While evocative and sharply written, it should be noted that Whitetail Shooting Gallery, like deer hunting, is probably not for everyone. The novel leaps from one carnal misdemeanour to another, lunging through mine fields of sexual ambiguity, homosexuality, paedophilia, incest, fetish pornography and every other personal eccentricity one could think of that might contain the words balls, dick, vagina or tongue. In a way, the story is a lot like a misfired snuff-film run backwards, with the violence taking place at the beginning and setting the field of play for the rest of the work. While Lapointe excels at handling the gruesome details of these sexual minefields with a blunt, wham-bam-thank-you-ma'am style that often leaves the reader's head spinning, a reader with moral proclivities that aim for something approximating “good taste” would be better off with “Dirty Old Man” Charles Bukowski than Annette Lapointe, which is really saying something.
While gripping, the novel is not without its failures. Lapointe's prose is delightfully sparse and stylish, but her plot structure is often overly elaborate and confused, doubling back on itself and repeating similar episodes that at first appear symbolic but lose their edge with seemingly meaningless repetition, leaving the reader wondering exactly where this is all going. The answer, unfortunately, is that the novel seems to be going nowhere, even as the characters age and whole portions of their life slip away in technology fuelled mediocrity. In a way, that's sort of the point—everyone and everything is going nowhere in a world that speeds by without meaning and without virtue. This poignant and by-times painful theme appears to rush both Jennifer and Jason toward some sort of great understanding or action—and then it is simply finished. The novel ends without anything ever having been accomplished, with no resolutions made and nothing really having changed from the beginning. The book doesn't really end so much as stop, abruptly, as if Lapointe herself wasn't really sure where any of this was going in the first place and had to quickly and awkwardly find a position from which she could draw the work to a close. It's a poorly crafted and highly unsatisfying ending to an otherwise spell-binding work.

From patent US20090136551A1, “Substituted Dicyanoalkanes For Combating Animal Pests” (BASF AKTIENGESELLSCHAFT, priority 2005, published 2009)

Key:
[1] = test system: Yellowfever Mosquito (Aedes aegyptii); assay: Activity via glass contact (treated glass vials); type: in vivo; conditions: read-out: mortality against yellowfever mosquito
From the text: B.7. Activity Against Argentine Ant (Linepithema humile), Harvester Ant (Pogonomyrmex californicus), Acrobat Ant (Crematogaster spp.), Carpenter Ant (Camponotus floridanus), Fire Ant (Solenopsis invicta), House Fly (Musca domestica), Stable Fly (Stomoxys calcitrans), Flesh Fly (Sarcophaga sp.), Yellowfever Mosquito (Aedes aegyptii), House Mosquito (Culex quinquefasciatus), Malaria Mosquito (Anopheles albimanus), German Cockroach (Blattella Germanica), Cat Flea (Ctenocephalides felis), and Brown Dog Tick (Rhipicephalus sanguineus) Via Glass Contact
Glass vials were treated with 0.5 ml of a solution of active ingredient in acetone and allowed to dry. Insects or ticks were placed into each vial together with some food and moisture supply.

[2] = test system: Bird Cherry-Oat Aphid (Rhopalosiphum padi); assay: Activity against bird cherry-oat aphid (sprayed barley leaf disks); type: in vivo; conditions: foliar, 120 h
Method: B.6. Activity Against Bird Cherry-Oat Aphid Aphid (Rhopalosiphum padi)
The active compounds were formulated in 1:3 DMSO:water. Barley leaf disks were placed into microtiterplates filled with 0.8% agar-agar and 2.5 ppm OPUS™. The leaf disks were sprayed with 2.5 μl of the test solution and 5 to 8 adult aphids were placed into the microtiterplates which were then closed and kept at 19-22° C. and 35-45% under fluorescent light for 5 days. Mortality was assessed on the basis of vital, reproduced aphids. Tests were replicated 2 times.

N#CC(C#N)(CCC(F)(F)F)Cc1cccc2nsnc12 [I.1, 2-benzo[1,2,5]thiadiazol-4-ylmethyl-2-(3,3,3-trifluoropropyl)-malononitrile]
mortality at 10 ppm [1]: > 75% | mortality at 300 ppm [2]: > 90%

Beguiling, at times hilarious and at times disturbing, Whitetail Shooting Gallery is not the kind of book you take with you to read at the beach—there is nothing “light” or “fun” about this work. It might better be read curled up in a dark corner of your apartment in the middle of winter, where you can be sure you have a full pot of coffee and something resembling privacy. This is a novel best read alone, and an absolute must read for anyone who has the stomach for a little blood and lot of introspection.
LORI GARRISON is a reviewer, poet, and writer whose work has appeared in Capital Xtra!, Bywords Magazine and various anthologies. A general vagabond with no fixed address, she currently resides in Toronto, where she lives with an aloe vera plant and her dog, Herman.